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Shy v. Berryhill

United States District Court, D. South Carolina, Charleston Division

March 22, 2018

Anthony Shy, Plaintiff,
Nancy A. Berryhill, Acting Commissioner of Social Security, Defendants.


          Donald C. Coggins, Jr., Judge

         Plaintiff, proceeding pro se, brought this action pursuant to 42 U.S.C. § 405(g), seeking judicial review of a final decision on the Commissioner of Social Security (“Commissioner”) denying his claim for Disability Insurance Benefits (“DIB”) and Supplemental Security Income (“SSA”) under the Social Security Act. In accordance with 28 U.S.C. § 636(b) and Local Civil Rule 73.02(B)(2), (D.S.C.), this matter was referred to United States Magistrate Judge Mary Gordon Baker for pre-trial proceedings and a Report and Recommendation (“Report”). On December 28, 2017, [1] the Magistrate Judge issued a Report recommending that the Commissioner's decision be affirmed. ECF No. 31. On February 12, 2018, Plaintiff filed objections to the Report. ECF No. 39. The Commissioner filed a Reply on February 22, 2018. ECF No. 40. For the reasons stated below, the Court adopts the Report and affirms the decision of the Commissioner.

         The Magistrate Judge makes only a recommendation to this Court. The recommendation has no presumptive weight, and the responsibility to make a final determination remains with the Court. See Mathews v. Weber, 423 U.S. 261 (1976). The Court is charged with making a de novo determination of any portion of the Report of the Magistrate Judge to which a specific objection is made. The Court may accept, reject, or modify, in whole or in part, the recommendation made by the Magistrate Judge or recommit the matter to the Magistrate Judge with instructions. See U.S.C. § 636(b). The Court will review the Report only for clear error in the absence of an objection. See Diamond v. Colonial Life & Accident Ins. Co., 416 F.3d 310, 315 (4th Cir. 2005) (stating that “in the absence of timely filed objection, a district court need not conduct a de novo review, but instead must only satisfy itself that there is no clear error on the face of the record in order to accept the recommendation.” (citation omitted)).

         The role of the federal judiciary in the administrative scheme established by the Social Security Act (“the Act”) is a limited one. Section 205(g) of the Act provides, “[t]he findings of the Secretary as to any fact, if supported by substantial evidence, shall be conclusive . . . .” 42 U.S.C. § 405(g). “Substantial evidence has been defined innumerable times as more than a scintilla, but less than preponderance.” Thomas v. Celebreeze, 331 F.2d 541, 543 (4th Cir. 1964). This standard precludes a de novo review of the factual circumstances that substitutes the court's findings for those of the Commissioner. Vitek v. Finch, 438 F.2d 1157 (4th Cir. 1971). The court must uphold the Commissioner's decision as long as it was supported by substantial evidence and reached through the application of the correct legal standard. Johnson v. Barnhart, 434 F.3d 650 (4th Cir. 2005). “From this it does not follow, however, that the findings of the administrative agency are to be mechanically accepted. The statutorily granted right of review contemplates more than an uncritical rubber stamping of the administrative action.” Flack v. Cohen, 413 F.2d 278, 279 (4th Cir. 1969). “[T]he courts must not abdicate their responsibility to give careful scrutiny to the whole record to assure that there is a sound foundation for the [Commissioner's] findings, and that his conclusion is rational.” Vitek, 438 F.2d at 1157-58.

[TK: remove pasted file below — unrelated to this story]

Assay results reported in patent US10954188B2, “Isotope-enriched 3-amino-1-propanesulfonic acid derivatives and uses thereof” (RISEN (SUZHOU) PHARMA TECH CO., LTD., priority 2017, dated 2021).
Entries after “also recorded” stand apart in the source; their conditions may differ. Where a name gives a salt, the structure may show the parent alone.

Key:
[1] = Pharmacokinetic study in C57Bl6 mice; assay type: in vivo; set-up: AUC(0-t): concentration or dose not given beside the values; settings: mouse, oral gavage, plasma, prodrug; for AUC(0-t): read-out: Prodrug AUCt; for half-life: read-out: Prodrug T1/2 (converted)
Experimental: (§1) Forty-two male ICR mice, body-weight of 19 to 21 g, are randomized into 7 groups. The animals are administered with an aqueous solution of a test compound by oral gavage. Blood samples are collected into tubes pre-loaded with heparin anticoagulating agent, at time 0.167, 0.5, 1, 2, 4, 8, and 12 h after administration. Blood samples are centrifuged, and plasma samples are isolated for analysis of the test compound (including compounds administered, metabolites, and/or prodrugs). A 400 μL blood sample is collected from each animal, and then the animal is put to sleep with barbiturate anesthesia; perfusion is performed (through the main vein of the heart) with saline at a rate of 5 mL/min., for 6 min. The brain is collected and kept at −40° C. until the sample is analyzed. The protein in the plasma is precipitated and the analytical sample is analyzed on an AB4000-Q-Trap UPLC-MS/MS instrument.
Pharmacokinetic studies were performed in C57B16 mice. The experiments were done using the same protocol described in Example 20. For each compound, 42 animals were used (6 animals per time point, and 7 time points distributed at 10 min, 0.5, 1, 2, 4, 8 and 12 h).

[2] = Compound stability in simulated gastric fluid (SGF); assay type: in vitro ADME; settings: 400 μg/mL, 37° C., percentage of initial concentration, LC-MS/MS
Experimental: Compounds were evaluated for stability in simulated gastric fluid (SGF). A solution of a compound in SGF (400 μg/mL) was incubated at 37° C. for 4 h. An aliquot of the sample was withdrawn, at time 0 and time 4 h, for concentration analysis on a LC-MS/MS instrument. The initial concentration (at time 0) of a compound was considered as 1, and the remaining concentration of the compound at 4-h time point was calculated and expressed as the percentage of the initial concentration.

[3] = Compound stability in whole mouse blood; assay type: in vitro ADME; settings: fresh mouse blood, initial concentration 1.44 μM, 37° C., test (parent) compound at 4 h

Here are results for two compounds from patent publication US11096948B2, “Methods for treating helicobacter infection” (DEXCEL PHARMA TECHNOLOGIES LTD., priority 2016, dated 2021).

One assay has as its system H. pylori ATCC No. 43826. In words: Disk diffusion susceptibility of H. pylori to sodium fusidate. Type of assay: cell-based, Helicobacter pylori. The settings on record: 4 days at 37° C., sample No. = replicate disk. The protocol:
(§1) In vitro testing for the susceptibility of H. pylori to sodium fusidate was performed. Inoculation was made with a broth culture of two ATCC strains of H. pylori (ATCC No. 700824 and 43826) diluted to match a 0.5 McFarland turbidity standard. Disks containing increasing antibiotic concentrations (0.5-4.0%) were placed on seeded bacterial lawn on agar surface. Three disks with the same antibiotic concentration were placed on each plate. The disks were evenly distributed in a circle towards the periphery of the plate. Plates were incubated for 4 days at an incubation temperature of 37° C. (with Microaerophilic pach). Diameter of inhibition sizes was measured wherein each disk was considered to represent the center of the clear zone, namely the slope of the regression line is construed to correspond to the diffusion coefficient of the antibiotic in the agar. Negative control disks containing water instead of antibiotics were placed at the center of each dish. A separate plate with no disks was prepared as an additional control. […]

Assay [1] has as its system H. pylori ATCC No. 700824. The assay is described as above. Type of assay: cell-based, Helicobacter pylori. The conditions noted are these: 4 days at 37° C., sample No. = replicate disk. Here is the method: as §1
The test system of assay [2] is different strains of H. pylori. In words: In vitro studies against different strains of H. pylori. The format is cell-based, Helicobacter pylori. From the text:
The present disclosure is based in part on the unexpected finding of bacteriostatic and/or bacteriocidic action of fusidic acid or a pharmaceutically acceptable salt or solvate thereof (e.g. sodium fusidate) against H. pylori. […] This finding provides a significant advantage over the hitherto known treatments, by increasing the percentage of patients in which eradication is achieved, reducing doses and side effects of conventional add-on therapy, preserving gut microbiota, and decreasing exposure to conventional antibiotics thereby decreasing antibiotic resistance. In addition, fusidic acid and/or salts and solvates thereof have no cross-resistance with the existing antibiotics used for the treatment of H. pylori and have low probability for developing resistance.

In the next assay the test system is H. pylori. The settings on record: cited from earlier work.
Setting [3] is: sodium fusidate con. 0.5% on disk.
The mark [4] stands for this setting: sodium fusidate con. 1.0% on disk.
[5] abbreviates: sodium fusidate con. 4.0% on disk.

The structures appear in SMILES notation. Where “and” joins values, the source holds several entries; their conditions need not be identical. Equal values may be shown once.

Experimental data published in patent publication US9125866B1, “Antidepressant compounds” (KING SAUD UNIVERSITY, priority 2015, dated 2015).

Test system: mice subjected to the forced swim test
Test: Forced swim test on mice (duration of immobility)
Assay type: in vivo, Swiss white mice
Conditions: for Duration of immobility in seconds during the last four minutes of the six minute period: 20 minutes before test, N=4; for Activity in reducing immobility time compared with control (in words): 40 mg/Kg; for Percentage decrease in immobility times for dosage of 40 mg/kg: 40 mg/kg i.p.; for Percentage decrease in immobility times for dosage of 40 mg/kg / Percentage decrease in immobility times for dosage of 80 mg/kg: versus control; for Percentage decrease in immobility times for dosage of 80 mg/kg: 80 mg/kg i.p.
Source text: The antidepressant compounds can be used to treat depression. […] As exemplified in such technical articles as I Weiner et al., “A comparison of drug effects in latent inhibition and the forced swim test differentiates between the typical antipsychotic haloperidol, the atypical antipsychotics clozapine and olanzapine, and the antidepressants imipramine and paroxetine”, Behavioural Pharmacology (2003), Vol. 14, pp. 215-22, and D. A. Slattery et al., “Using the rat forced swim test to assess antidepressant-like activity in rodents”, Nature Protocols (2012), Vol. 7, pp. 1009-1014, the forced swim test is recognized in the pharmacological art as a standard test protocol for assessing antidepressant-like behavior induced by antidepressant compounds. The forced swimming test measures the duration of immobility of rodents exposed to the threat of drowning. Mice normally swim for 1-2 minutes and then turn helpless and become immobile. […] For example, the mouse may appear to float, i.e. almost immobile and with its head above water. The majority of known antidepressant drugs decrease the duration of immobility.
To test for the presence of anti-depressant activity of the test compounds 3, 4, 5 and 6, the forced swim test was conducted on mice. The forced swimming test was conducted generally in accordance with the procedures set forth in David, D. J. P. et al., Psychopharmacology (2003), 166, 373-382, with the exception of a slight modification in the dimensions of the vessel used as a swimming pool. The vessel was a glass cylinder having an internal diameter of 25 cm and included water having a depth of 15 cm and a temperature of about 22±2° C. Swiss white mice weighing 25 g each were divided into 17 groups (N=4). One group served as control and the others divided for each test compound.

Plaintiff applied for DIB and SSI on June 6, 2012. Plaintiff's applications were denied initially and upon reconsideration. On November 6, 2013, a hearing was held before an Administrative Law Judge (“ALJ”). The ALJ explained how to obtain legal counsel to Plaintiff and continued the hearing to allow Plaintiff an opportunity to retain representation. On March 19, 2014, the hearing was reconvened and Plaintiff waived his right to be represented. The ALJ denied Plaintiff's claims in a decision dated August 5, 2014, finding that Plaintiff was not disabled within the meaning of the Act. The Appeals Council denied Plaintiff's request for review of the ALJ's decision, making the determination of the ALJ the final decision of the Commissioner. Plaintiff filed this action on August 7, 2016.


         The only issued raised in Plaintiff's brief and in his objections is the allegation that Plaintiff was not able to enter all of his medical evidence in the record. The Magistrate Judge recommends that the Court affirm the Commissioner's decision because Plaintiff failed to show that the ALJ's development of the record resulted in any unfairness or prejudice. Upon review of the Report, the record, and the applicable law, the Court agrees with the Magistrate's analysis of this issues and incorporates by reference her discussion of Plaintiff's allegation. Accordingly, the Court overrules Plaintiff's objection, adopts and incorporates the Report and Recommendation of the Magistrate Judge, and affirms the decision of the Commissioner.

         IT IS SO ORDERED.



[1]The Magistrate inadvertently failed to include a Notice of Right to File Objections when the Report was initially sent to Plaintiff. Accordingly, the Report was remailed ...

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